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Tbh: I don't think you necessarily need to use transmissions for this.

Transmissions can be useful, but I'm not sure how useful if you have a simple position controlled manipulator that you wish to make ROS-compatible.

The level at which most control nodes / ros_control controllers interact with hardware of this kind is at the (abstract) joint level, where the specifics about how that joint is finally controlled (and through which mechanism) isn't necessarily available / important. As long as the set of joints you model in your URDF (and thus 'expose' to the rest of ROS (ie: MoveIt, etc)) can be controlled in some way to execute the planned motion, things should just worktm.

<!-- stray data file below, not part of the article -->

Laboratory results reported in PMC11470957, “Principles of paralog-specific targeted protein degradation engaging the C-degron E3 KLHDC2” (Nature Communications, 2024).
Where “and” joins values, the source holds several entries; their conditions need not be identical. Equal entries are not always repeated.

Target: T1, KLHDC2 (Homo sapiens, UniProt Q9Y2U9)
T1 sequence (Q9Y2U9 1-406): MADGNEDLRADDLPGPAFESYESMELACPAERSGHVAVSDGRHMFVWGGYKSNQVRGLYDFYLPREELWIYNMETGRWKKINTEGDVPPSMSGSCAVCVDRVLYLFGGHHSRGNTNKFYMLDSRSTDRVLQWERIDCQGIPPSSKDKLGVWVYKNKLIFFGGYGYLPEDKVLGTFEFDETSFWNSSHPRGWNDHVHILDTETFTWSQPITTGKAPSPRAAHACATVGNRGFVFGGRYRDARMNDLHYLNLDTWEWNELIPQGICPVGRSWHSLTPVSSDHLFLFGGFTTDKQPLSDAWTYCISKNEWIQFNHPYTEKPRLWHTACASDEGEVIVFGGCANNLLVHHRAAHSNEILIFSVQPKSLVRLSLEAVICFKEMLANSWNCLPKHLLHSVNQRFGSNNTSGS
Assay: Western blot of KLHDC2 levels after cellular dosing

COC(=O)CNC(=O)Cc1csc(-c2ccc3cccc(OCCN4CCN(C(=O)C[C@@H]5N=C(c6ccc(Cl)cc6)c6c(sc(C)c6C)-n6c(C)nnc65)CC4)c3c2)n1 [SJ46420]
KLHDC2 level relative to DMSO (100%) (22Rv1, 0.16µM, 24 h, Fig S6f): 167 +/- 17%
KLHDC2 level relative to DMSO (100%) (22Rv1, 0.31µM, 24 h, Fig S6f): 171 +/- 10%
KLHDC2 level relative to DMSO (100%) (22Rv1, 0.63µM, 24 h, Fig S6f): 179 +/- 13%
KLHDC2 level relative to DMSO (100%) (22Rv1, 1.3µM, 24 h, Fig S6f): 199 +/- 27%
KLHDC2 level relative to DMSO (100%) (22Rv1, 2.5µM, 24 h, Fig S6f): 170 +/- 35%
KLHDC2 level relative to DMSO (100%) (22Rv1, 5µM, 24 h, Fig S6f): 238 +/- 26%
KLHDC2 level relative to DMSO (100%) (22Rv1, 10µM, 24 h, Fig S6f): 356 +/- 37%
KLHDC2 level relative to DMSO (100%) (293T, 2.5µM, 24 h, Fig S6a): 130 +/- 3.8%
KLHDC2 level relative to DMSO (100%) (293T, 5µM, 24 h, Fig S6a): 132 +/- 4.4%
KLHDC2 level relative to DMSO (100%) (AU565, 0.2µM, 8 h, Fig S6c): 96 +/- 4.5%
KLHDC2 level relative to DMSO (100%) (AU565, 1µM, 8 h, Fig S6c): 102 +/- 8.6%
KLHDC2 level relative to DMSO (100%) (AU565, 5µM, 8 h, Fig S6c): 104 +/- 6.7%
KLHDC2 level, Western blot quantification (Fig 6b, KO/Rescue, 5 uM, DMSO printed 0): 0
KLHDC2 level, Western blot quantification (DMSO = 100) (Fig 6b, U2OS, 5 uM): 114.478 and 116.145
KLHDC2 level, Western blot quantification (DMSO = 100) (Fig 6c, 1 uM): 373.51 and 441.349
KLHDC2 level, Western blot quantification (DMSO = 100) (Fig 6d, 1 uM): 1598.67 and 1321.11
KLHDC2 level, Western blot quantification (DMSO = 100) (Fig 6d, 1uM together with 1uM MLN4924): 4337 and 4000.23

Things to check / take care of (off the top of my head):

  • make sure all axis definitions in joints correspond to your hardware (ie: 1 for "positive angle increase maps to positive rotation of frame" and -1 for the inverse)
  • have a controller capable of consuming JointTrajectory messages that is able to map between URDF joint names and your hardware / lower level controller (either something custom or using any one of the available abstractions (ros_control fi))
  • make sure origins of URDF joints correspond with their locations in your real system (don't just assume things are ok because your EEF frame ends up in the right Cartesian location)
  • define position, velocity, acceleration and effort limits correctly: MoveIt fi uses those to not only avoid planning invalid paths, but also when populating the velocity, acceleration and effort members of JointTrajectoryPoint messages